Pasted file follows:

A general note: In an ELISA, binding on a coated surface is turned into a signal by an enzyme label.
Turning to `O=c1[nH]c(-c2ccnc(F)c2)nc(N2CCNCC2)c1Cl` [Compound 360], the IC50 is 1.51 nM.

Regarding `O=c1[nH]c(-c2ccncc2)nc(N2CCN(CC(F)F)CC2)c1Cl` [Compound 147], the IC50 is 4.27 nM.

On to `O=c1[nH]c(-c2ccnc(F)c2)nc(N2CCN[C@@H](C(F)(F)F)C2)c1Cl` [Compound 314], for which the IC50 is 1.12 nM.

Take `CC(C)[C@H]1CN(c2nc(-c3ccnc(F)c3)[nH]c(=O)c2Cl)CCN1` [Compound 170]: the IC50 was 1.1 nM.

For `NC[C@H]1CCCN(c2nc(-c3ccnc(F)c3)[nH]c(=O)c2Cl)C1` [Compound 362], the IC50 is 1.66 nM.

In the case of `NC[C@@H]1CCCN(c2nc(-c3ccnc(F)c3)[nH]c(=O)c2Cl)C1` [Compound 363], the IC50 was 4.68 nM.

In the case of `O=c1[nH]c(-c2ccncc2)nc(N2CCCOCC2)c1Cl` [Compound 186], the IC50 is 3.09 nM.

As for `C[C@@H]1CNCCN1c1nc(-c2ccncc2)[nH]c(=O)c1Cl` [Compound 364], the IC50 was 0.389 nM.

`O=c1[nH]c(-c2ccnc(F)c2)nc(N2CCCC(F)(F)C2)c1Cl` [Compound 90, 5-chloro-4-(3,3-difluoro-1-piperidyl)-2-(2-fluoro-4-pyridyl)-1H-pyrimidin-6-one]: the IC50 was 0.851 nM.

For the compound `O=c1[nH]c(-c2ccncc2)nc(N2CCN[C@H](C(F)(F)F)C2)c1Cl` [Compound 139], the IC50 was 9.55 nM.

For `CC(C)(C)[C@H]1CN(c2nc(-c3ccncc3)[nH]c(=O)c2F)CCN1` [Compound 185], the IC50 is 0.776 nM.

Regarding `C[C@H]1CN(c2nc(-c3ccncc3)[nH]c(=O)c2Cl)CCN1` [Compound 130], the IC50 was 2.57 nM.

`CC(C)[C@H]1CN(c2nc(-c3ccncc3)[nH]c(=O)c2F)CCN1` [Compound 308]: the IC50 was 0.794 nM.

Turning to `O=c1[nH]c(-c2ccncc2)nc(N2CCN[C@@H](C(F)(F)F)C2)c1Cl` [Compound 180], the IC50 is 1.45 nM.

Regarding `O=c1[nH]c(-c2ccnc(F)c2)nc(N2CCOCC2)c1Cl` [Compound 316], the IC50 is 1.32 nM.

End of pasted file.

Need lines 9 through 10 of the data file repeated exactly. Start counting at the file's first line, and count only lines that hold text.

As for `C[C@@H]1CNCCN1c1nc(-c2ccncc2)[nH]c(=O)c1Cl` [Compound 364], the IC50 was 0.389 nM.

`O=c1[nH]c(-c2ccnc(F)c2)nc(N2CCCC(F)(F)C2)c1Cl` [Compound 90, 5-chloro-4-(3,3-difluoro-1-piperidyl)-2-(2-fluoro-4-pyridyl)-1H-pyrimidin-6-one]: the IC50 was 0.851 nM.